FIG. 43 illustrates a spatial distribution of signals in the embodiment of the present invention.

DESCRIPTION OF THE PREFERRED EMBODIMENTS

The present invention will be described below with respect to the drawings.

FIG. 1 is a schematic of a still picture recording digital camera as a first embodiment of the present invention. In FIG. 1, reference numeral 101 denotes a lens; 102, a shutter; 103, a shutter control unit; 104, an image pickup unit; 105, a driver; 106, an amplifier; 107, an A/D converter; 108, a memory; 109, a memory control unit; 110, a record/reproduction unit; 111, a shutter button; 112, a reproduction button; 113, a selector; 114, a signal processor; 115, a signal processing control unit; 116, a view finder; and 117, a full/economy selection switch. FIG. 2 shows a specified example of the image pickup unit 104. In FIG. 2, reference numeral 201 denotes photodiodes; 202, a vertical CCD; 203, a horizontal CCD; gr, mg, cy, and ye, green, magenta, cyan and yellow color filters, respectively, disposed on corresponding photodiodes. The photodiodes with such filters are generally called pixels. In this arrangement, the light entering the lens 101 passes to the image pickup unit 104 through the shutter 102 the stop value F of which is controlled by the shutter control unit 103. The light is then subjected to opto-electric conversion by the diode 201 of FIG. 2 disposed on a surface of the image pickup unit 104 into electric signal charges, which pass through the vertical CCD 202 to the horizontal CCD 203, and are subjected to voltage conversion synchronously with a horizontal scan pulse fed from the driver 105 and then output.

First, an image pickup operation of the camera will be described. As disclosed in published unexamined Japanese patent application JA-P-63-114487, entitled "Solid State Color Camera", the image pickup unit 104 mixes two pixel signals adjoining in the vertical direction and reads the result of the mixing, that is, reads the resulting signal in a so-called a pixel mixing system, which will be described next with respect to FIG. 3.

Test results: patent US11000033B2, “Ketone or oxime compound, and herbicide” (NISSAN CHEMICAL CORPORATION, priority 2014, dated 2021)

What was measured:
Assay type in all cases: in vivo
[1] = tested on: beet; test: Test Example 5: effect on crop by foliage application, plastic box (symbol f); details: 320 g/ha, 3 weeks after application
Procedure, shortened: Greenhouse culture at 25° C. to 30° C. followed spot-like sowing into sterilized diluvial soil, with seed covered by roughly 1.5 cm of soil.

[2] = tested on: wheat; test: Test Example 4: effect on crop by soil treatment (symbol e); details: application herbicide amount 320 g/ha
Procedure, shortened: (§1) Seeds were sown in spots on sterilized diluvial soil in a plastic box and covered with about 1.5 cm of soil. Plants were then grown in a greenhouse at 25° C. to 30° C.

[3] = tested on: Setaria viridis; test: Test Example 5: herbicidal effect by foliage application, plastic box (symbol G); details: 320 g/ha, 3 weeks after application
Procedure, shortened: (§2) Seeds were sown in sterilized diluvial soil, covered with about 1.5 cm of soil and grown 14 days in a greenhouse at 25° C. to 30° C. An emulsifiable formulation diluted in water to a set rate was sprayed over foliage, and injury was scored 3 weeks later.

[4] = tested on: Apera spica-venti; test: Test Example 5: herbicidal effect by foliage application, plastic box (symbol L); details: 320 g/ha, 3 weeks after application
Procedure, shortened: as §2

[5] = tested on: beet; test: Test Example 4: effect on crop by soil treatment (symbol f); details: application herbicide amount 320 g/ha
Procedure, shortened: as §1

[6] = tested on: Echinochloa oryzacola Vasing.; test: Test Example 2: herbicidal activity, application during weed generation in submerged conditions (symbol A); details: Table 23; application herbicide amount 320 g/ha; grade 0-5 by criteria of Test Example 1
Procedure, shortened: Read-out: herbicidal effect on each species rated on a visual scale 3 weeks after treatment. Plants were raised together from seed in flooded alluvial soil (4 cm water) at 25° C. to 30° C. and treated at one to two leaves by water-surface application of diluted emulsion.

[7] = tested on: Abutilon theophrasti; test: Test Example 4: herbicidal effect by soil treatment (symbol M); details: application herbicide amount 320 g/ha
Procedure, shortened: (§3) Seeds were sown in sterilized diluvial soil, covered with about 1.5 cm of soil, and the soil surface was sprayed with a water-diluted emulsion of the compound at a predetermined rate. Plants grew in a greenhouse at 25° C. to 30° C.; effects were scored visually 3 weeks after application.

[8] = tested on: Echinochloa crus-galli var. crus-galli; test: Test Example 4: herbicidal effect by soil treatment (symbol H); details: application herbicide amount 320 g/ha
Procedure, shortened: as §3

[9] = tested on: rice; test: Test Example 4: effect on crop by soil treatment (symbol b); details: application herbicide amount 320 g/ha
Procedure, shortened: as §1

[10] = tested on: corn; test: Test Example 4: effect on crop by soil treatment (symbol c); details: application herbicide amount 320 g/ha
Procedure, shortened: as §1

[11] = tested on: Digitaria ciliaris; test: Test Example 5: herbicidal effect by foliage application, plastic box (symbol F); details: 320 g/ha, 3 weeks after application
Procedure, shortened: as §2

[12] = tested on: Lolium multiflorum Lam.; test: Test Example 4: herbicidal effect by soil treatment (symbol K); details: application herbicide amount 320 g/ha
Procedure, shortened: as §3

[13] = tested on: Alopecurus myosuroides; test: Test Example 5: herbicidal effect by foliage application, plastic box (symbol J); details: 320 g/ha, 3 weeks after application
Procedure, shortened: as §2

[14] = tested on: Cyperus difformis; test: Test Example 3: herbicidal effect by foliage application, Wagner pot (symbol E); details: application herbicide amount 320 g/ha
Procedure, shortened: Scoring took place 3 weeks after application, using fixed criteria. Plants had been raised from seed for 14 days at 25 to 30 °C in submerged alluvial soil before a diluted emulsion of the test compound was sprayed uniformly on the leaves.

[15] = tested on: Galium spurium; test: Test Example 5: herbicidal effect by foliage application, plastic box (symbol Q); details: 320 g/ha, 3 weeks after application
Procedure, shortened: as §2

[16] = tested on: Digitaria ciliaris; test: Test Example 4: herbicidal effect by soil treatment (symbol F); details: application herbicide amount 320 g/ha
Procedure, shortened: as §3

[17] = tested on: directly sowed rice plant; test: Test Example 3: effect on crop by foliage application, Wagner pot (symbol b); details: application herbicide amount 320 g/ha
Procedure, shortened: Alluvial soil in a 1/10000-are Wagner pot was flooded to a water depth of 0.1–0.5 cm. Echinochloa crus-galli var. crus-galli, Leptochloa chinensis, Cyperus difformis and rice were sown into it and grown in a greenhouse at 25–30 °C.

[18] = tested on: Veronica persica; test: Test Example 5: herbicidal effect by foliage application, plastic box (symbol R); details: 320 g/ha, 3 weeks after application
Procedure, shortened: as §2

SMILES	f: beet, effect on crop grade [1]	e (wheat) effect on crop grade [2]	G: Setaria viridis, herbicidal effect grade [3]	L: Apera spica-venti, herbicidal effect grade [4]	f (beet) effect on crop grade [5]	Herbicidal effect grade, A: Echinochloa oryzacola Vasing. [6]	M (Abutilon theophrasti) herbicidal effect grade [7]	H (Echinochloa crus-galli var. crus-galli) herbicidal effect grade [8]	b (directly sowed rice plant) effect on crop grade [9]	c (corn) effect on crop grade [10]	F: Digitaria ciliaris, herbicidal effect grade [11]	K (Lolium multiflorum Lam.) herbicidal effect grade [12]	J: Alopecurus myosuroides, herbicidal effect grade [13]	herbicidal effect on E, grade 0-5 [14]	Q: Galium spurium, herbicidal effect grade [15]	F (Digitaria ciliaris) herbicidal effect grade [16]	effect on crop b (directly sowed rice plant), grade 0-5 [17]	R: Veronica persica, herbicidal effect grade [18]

FIG. 3 is a timing chart indicative of vertical transfer pulse signals and transfer of signal charge from the vertical CCD 202 to the horizontal CCD 203 in the pixel picture reading process. In FIG. 3, when a 3-value pulse of a vertical transfer pulse 1 indicated as V1 becomes high, then from the gr- and mg- line photodiodes signal charges are transferred to the vertical CCD 202, and when a 3-value pulse of a vertical transfer pulse 3 indicated as V3 becomes high, then from the cy- and ye- line photodiode 201, signal charges are transferred to the vertical CCD 202 independently. The signal charges transferred to the vertical CCD 202 are combined in the vertical CCD 202, and then transferred to the horizontal CCD 203 by the timing as shown in A of FIG. 3.

The output signal from the image pickup unit 104 is amplified by the amplifier 106 and then input to the A/D converter 107, where the signal is sampled and converted to a digital signal in accordance with a timing pulse fed from the driver.

The signal resulting from the A/D converter 107 is input to the signal processor 114 by the selector 113. The signal processor 114 performs a general signal processing operation such as gamma-amendment and white balancing amendment to produce a luminance signal and color (R, G, B) signals.

The operation of recording a still picture will be described next.